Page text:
The holiday season has its ups and downs on Big Band Holidays, recorded live over two Decembers (2013-14) by the Jazz at Lincoln Center Orchestra, which is without a doubt one of the finest big bands money can buy. Even though the most recent number on the album ("Have Yourself a Merry Little Christmas") was recorded almost a year ago, several clues indicate that the album was more or less rushed to market in time for this year's festivities. For example, guitarist James Chirillo's name is absent from the personnel list, as are those of guest vocalists Cecile McLorin Salvant, Gregory Porter and Rene Marie. Elsewhere, solos by trombonist Chris Crenshaw and soprano saxophonist Ted Nash are reversed; it is Crenshaw, not Nash, who solos on "White Christmas," and Nash, not Crenshaw, who does the honors on Nash's arrangement of "We Three Kings." Minor flaws, it's true, but errors that could easily have been corrected given more time and vigilance.
The album opens on a high note with the first of its three instrumentals, Ernie Wilkins' Basie-centered arrangement of "Jingle Bells" (Frank Foster-like tenor solo courtesy of Walter Blanding). "White Christmas," neatly arranged by saxophonist Victor Goines, and "We Three Kings" are the other non-vocal numbers. "Kings" is the least palatable of the three, as Nash's dissonant backdrop is unnecessary and disconcerting. McLorin Salvant, this year's DownBeat poll winner as best female vocalist, unfurls her talents on "What Child Is This?," "It's Easy to Blame the Weather," "Good Morning Blues" and "Have Yourself a Merry Little Christmas." Those who recall "Merry Little Christmas" from the 1944 holiday classic Meet Me in St. Louis are in for a bit of a shock here, as McLorin Salvant has for reasons unknown chosen to sing an earlier Ralph Blane / Hugh Martin lyric that was cast aside by Roger Edens and the brass at MGM because it was considered too depressing. And as usual, they were right. Well, at least she sings the verse, which wasn't heard in the film.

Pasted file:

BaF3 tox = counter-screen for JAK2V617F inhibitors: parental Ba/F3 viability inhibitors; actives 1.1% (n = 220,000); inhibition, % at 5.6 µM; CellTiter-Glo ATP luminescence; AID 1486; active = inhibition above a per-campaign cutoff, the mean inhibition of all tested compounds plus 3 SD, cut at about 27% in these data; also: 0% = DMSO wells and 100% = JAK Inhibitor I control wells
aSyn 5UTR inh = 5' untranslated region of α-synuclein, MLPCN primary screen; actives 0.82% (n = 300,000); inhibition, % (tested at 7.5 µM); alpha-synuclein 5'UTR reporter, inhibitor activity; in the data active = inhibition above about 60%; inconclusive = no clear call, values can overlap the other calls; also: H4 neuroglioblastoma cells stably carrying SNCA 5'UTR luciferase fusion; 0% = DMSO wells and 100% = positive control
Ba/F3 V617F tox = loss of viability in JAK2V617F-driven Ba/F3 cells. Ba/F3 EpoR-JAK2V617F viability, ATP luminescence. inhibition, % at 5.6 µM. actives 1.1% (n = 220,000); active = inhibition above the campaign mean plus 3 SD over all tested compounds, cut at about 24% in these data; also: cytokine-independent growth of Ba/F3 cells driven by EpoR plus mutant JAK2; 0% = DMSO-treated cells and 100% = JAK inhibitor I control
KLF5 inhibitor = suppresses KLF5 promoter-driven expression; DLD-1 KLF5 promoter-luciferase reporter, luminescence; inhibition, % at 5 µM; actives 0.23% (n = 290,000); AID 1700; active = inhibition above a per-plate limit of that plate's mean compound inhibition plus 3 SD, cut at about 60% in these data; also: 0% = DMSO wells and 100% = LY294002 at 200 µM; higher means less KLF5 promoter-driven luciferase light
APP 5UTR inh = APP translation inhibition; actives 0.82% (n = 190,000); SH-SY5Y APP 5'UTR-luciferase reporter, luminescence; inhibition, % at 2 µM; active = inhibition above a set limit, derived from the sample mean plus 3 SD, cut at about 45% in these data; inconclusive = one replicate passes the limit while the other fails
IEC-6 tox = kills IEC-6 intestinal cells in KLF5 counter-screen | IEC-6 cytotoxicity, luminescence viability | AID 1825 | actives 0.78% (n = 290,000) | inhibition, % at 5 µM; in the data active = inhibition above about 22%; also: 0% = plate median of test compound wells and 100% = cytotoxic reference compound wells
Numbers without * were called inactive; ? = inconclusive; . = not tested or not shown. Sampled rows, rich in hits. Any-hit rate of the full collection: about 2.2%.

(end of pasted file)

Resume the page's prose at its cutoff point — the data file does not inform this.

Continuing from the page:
It could be argued that "Blame the Weather" and "Good Morning Blues" are not, strictly speaking, holiday themes, but here they are, and McLorin Salvant is suitably charming on each one. As for 'What Child Is This?," it suffers from Wycliffe Gordon's overwrought arrangement. Rene Marie is engaging on her two numbers, "'Zat You, Santa Claus?" (based, it seems, on "Love Me or Leave Me") and "I'll Be Home for Christmas," while Porter gently caresses "A Cradle in Bethlehem" and summons the shade of Jimmy Rushing to help vanquish the bluesy "Merry Christmas Baby." As noted, Big Band Holidays is rather a mixed bag whose high spots serve to neutralize its shortcomings. The JALC is first-class throughout, as are its guests. A splendid holiday album? Impressive in many respects, yes, but a half-step short of exemplary.
Jingle Bells; Have Yourself a Merry Little Christmas; White Christmas; Zat You,
Santa Claus?; A Cradle in Bethlehem; We Three Kings; What Child Is This?; Merry
Christmas Baby; It’s Easy to Blame the Weather; I’ll Be Home for Christmas; Good
Morning Blues; Band Introductions.
Wynton Marsalis: music director, trumpet; Ryan Kisor: trumpet; Kenny Rampton:
trumpet; Marcus Printup: trumpet; Sherman Irby: alto, soprano sax, flute,
piccolo, clarinet; Ted Nash: alto, tenor sax, flute, alto flute, piccolo, clarinet;
Victor Goines: tenor sax, clarinet; Walter Blanding: tenor, soprano sax, clarinet,
oboe; Joe Temperley: baritone sax, bass clarinet; Paul Nedzela: baritone sax,
bass clarinet; Vincent Gardner: trombone; Chris Crenshaw: trombone; Elliot
Mason: trombone; James Chirillo: guitar; Dan Nimmer: piano; Carlos Henriquez:
bass; Ali Jackson: drums. Cecile McLorin Salvant: vocals (2, 7, 9, 11); Rene
Marie: vocals (4, 10); Gregory Porter: vocals (5, 8).
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